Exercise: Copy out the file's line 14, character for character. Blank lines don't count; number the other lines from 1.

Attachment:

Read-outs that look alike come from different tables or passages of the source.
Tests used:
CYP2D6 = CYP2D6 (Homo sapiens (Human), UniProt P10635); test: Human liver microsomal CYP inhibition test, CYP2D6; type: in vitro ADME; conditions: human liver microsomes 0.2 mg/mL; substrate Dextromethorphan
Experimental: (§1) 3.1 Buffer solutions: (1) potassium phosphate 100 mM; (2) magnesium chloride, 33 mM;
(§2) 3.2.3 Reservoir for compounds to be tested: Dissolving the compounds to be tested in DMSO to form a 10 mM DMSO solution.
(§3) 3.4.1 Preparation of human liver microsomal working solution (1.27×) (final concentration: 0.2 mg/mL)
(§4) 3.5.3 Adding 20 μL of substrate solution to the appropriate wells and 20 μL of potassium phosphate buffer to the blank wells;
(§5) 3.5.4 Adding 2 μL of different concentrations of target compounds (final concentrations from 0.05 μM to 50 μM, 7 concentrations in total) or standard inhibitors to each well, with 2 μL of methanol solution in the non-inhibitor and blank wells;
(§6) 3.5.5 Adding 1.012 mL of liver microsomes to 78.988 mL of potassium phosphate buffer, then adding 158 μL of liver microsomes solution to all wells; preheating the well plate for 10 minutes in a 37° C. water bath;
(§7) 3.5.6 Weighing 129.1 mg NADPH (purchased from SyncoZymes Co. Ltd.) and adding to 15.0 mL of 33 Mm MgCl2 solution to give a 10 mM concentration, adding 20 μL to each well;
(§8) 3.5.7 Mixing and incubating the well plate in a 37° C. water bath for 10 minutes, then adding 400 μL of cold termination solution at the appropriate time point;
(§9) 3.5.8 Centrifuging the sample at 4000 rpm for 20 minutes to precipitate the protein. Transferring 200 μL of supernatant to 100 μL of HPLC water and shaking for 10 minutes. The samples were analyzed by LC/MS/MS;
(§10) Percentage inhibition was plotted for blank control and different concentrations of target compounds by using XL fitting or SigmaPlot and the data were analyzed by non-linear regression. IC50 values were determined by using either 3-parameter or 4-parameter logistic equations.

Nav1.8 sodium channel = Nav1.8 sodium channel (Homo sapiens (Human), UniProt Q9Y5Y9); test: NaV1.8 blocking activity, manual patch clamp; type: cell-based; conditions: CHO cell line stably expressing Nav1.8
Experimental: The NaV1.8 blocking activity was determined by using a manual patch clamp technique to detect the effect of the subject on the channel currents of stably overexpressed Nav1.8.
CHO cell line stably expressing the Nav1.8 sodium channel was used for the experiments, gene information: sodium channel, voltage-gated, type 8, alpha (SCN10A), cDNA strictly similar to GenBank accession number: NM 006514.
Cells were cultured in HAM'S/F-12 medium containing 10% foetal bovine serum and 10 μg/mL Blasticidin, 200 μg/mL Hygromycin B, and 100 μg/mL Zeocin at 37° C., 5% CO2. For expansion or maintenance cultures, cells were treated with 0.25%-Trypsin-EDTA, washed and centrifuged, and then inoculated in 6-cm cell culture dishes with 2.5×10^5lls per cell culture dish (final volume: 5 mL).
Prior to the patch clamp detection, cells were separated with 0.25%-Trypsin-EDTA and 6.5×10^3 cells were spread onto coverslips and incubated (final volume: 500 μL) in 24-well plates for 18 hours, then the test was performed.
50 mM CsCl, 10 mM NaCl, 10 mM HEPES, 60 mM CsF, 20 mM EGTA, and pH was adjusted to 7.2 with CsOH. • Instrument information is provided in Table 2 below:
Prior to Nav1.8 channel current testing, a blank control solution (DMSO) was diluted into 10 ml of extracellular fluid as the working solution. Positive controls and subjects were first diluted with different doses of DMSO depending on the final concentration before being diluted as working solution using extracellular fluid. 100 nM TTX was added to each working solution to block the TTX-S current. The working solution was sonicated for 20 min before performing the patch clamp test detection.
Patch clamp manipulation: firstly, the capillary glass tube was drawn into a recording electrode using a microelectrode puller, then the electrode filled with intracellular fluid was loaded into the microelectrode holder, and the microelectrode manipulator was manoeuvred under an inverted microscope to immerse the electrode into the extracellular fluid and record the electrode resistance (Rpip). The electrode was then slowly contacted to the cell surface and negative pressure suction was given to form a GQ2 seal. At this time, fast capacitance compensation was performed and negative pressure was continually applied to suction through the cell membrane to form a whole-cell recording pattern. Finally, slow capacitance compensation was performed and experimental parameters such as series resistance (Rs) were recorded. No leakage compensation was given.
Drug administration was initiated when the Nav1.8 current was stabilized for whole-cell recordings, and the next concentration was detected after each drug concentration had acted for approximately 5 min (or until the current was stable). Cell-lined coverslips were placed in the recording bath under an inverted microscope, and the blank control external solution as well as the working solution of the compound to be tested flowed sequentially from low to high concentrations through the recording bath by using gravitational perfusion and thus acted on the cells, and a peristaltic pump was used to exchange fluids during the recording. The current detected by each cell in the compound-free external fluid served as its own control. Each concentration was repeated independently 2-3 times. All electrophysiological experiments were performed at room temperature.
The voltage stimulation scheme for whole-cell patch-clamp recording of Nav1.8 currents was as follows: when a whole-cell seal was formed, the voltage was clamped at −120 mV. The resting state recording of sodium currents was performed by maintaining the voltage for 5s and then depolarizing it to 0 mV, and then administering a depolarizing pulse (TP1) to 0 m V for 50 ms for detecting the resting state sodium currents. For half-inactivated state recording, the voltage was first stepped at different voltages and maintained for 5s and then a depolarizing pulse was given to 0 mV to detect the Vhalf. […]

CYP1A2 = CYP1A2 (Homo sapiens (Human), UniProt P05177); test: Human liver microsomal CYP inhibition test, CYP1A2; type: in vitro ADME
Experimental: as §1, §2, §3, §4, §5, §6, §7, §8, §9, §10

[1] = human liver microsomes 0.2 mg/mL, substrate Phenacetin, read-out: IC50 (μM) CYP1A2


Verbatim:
Nav1.8 sodium channel = Nav1.8 sodium channel (Homo sapiens (Human), UniProt Q9Y5Y9); test: NaV1.8 blocking activity, manual patch clamp; type: cell-based; conditions: CHO cell line stably expressing Nav1.8